Today's Lectionary Text
Matthew 18:10-1410 “Take care that you do not despise one of these little ones; for, I tell you, in heaven their angels continually see the face of my Father in heaven. 12 What do you think? If a shepherd has a hundred sheep, and one of them has gone astray, does he not leave the ninety-nine on the mountains and go in search of the one that went astray? 13 And if he finds it, truly I tell you, he rejoices over it more than over the ninety-nine that never went astray. 14 So it is not the will of your Father in heaven that one of these little ones should be lost.
If you grew up in a church, the parable of the lost sheep is one you know well. We often preach about, it’s the subject of art in our sanctuaries, and teach about in Sunday School--complete with a paper cutout Jesus and paper cutout sheep on a flannel board if you were a child back in the day. A parable of a shepherd leaving 99 sheep to find one that is lost is in both Matthew and Luke, but the parables are different and are a part of different contexts.
In Luke 15, Jesus is speaking to “tax collectors and sinners“ (NRSV) with a group of Pharisees and scribes looking on and grumbling. The lost sheep represents a sinner who repents, and the parable is the beginning of the teaching the leads to the parable of the Prodigal Son.
In today’s passage from Matthew, Jesus has gathered his disciples around him, and is teaching about children. He tells them God doesn’t want to see one child lost.
A congregant asked me about this parable once, and the question really hits home in the context of Matthew. The question was, “Why would a shepherd leave 99 sheep unprotected and search for one? Couldn’t he lose more than the one by the time he returns?” For a person who attends church regularly, they would see themselves with the 99, and that seems to be a reasonable question.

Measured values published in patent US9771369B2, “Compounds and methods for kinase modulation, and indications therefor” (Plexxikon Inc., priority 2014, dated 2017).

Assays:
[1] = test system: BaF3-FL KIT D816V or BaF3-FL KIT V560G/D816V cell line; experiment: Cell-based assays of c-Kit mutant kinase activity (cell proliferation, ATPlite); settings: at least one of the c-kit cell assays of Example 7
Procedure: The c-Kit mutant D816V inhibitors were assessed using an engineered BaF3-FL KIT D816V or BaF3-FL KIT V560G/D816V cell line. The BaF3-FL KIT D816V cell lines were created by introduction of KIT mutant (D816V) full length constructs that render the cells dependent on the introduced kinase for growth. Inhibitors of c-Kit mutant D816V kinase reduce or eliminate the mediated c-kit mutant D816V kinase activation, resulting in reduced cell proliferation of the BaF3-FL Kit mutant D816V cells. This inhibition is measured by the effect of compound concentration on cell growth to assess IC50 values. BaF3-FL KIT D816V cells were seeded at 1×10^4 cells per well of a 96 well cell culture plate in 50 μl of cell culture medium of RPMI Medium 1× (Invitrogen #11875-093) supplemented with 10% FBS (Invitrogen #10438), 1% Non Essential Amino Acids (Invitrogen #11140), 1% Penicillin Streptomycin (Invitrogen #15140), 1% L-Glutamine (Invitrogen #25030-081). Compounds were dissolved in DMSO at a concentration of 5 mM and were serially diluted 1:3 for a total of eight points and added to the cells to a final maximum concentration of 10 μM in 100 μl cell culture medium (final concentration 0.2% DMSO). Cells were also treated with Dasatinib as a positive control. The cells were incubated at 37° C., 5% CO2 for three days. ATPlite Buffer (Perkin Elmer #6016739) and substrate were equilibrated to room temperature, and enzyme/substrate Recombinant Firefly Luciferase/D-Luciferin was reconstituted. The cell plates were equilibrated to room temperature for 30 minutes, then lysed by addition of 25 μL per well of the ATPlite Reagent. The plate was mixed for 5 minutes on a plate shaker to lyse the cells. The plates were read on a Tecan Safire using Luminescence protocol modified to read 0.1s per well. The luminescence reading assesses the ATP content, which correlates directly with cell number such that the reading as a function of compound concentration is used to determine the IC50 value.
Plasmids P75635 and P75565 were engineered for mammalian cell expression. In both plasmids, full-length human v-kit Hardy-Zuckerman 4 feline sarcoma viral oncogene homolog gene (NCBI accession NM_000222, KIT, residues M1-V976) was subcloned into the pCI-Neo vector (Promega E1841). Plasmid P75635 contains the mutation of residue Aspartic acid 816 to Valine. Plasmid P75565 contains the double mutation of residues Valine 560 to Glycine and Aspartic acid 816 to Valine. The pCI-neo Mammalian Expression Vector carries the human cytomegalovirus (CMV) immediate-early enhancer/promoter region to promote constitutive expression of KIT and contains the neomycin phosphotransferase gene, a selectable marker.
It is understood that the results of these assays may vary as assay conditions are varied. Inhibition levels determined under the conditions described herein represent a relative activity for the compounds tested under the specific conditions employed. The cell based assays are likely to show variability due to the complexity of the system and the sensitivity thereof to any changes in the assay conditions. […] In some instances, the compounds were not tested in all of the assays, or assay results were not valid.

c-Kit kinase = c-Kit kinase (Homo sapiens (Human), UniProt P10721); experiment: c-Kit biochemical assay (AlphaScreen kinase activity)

The answer lies in first century agriculture but speaks to us today. The disciples would have understood how shepherds worked and lived. They typically did not work alone; four or five would work together to care for their combined flock. A shepherd who left his flock to search for one lost sheep did not leave his animals exposed to danger; he left them in the care of his colleagues.
That reminds me of the power of being connected to a community of faith. A group to walk with together on this journey of faith can provide us with a community where we will raise children together, celebrate life’s joys together, and support one another as we grieve.
We see Jesus as the Good Shepherd. If we are part of a community of faith, at different times we may be a shepherd, one of the 99, or we may even wander off. But we will have people around us to guide us, nurture us, bring us back to the fold if that’s what we need, we can live as the flocks Jesus envisioned, where not even one little one is lost.
-- Pastor Michael Turner
Prayer for Reflection
Holy God, we thank you for the gift of others around us who are living as follower of Jesus. We pray that you guide us, protect us, and encourage us to work together to bring about your kingdom on earth, as it is in heaven. Amen.
This Week's Lectionary
This Week's Liturgical Color